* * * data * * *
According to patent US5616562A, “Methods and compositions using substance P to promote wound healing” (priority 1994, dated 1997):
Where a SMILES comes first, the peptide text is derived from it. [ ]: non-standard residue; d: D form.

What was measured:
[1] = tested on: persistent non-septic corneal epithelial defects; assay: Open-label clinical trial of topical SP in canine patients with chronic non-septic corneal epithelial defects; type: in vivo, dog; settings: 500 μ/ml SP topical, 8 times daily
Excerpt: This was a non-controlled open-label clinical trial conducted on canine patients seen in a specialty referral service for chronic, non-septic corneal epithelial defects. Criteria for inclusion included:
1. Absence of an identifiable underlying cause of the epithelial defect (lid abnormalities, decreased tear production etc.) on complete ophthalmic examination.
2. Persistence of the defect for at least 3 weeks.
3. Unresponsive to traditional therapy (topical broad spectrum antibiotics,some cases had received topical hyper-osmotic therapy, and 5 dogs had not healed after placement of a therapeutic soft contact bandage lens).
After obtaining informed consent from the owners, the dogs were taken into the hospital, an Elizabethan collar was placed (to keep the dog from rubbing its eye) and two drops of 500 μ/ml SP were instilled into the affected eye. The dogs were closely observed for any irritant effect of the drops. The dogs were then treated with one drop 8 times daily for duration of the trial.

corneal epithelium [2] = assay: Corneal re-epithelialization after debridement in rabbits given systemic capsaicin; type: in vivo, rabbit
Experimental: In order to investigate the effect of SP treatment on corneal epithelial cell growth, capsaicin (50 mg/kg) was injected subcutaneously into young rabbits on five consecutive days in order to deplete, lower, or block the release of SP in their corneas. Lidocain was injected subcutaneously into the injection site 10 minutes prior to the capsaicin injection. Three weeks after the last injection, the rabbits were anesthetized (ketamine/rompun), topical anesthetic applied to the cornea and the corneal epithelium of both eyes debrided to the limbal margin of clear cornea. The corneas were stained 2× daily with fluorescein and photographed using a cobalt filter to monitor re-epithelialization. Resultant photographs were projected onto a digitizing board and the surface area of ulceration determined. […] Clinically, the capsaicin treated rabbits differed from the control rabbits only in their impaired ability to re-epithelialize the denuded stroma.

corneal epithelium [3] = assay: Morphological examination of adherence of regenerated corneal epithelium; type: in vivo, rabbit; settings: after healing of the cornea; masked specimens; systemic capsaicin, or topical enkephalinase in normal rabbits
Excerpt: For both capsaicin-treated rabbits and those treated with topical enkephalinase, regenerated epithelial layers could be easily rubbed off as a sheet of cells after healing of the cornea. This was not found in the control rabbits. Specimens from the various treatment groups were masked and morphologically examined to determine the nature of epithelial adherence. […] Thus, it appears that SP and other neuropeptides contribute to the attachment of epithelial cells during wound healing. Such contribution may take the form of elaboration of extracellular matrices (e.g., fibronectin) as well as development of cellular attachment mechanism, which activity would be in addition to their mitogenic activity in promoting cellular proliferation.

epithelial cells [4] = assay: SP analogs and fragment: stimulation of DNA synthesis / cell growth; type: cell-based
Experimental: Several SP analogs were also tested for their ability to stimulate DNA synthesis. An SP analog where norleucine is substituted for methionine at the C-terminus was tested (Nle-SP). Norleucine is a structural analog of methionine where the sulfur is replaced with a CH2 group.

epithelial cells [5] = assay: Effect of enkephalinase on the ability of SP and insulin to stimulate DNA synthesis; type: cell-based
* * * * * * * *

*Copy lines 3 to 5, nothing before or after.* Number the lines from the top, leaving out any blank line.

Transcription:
What was measured:
[1] = tested on: persistent non-septic corneal epithelial defects; assay: Open-label clinical trial of topical SP in canine patients with chronic non-septic corneal epithelial defects; type: in vivo, dog; settings: 500 μ/ml SP topical, 8 times daily
Excerpt: This was a non-controlled open-label clinical trial conducted on canine patients seen in a specialty referral service for chronic, non-septic corneal epithelial defects. Criteria for inclusion included: